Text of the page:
A scientific breakthrough for our cells
~90% of our cellular energy is produced by mitochondria
Mitochondria are our cellular powerhouses. The trillions of cells that comprise our body tissues run on the energy created by them.
Mitochondria are the bedrock of good health
Healthy cells rely on healthy mitochondria. Their optimal function leads to incredible health benefits, and is particularly essential to heart, kidney, eye, brain and muscle function. Our clinical science to date has focused on muscle health as muscle cells have a very large number of mitochondria.
The digestive system is essential to human well-being. Mitochondrial health has been associated with improved gut barrier health, a reduced risk of fatty liver disease, improved kidney function and lower risk of glucose intolerance.
The human brain uses about 25% of the human body’s metabolic energy and is particularly sensitive to the aging process. A growing number of scientists are looking into the contributions of mitochondria in brain health with preliminary studies suggesting they could be key players in brain disorders.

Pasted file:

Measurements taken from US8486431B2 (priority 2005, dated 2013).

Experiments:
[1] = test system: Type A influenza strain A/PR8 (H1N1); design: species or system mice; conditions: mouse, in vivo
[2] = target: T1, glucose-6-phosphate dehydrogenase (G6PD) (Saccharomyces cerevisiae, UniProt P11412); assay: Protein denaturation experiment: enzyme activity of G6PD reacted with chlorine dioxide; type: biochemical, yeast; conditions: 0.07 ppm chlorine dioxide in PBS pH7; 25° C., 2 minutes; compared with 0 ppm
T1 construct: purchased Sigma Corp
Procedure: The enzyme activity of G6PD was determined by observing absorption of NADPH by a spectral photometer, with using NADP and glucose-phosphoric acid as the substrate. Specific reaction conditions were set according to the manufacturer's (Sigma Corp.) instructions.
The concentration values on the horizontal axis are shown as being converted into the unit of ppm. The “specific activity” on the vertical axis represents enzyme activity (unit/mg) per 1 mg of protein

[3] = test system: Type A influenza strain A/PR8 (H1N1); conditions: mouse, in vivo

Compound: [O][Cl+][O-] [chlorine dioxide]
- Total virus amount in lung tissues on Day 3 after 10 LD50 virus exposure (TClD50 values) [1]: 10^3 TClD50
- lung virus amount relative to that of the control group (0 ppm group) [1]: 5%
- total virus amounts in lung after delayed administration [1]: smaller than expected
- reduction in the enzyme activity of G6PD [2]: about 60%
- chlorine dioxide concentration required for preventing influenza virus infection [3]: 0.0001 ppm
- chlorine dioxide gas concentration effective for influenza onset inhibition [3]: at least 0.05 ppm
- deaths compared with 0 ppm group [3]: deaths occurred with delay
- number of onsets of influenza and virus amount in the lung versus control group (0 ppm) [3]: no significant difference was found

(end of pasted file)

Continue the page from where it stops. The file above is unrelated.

The immune system protects us from infections and from excessive inflammation. With age, its control loosens up. Evidence is rising on the importance of mitochondria to reduce inflammation with aging, also known as inflamm-aging.
A 2018 report reviewed recent evidence implicating mitochondrial dysfunction in the development of heart failure. “Oxidative metabolism in mitochondria is the main energy source of the heart, and the inability to generate and transfer energy has long been considered the primary mechanism linking mitochondrial dysfunction and contractile failure.”
Joints are key for our mobility. The cells required to keep our joints functional progressively decline in function, and so do their mitochondria. These powerhouses need to be renewed and nourished to keep our joints healthy. There is emerging science around the link between mitochondria and arthritis.
During strenuous exercise, the rate of energy use in skeletal muscles can increase by more than 100-fold almost instantly. To meet this energy demand, muscle cells contain mitochondria. Our clinical studies have shown improved muscle strength and endurance as a result of improved mitochondrial function.